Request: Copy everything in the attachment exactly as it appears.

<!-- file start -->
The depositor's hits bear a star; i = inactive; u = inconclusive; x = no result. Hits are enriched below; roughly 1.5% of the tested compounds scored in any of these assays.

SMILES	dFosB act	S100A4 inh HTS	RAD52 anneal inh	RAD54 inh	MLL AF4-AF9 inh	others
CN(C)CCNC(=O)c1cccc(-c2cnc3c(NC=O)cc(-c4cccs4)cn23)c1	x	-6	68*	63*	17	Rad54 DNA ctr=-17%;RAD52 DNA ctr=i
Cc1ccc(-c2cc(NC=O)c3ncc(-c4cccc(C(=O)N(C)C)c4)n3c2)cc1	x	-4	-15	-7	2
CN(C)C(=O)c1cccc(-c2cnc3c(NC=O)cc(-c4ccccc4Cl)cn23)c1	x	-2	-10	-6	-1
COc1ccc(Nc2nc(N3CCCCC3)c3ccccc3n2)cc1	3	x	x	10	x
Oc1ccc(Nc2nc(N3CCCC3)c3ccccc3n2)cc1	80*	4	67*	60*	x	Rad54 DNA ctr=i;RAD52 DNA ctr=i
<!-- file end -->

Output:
The depositor's hits bear a star; i = inactive; u = inconclusive; x = no result. Hits are enriched below; roughly 1.5% of the tested compounds scored in any of these assays.

SMILES	dFosB act	S100A4 inh HTS	RAD52 anneal inh	RAD54 inh	MLL AF4-AF9 inh	others
CN(C)CCNC(=O)c1cccc(-c2cnc3c(NC=O)cc(-c4cccs4)cn23)c1	x	-6	68*	63*	17	Rad54 DNA ctr=-17%;RAD52 DNA ctr=i
Cc1ccc(-c2cc(NC=O)c3ncc(-c4cccc(C(=O)N(C)C)c4)n3c2)cc1	x	-4	-15	-7	2
CN(C)C(=O)c1cccc(-c2cnc3c(NC=O)cc(-c4ccccc4Cl)cn23)c1	x	-2	-10	-6	-1
COc1ccc(Nc2nc(N3CCCCC3)c3ccccc3n2)cc1	3	x	x	10	x
Oc1ccc(Nc2nc(N3CCCC3)c3ccccc3n2)cc1	80*	4	67*	60*	x	Rad54 DNA ctr=i;RAD52 DNA ctr=i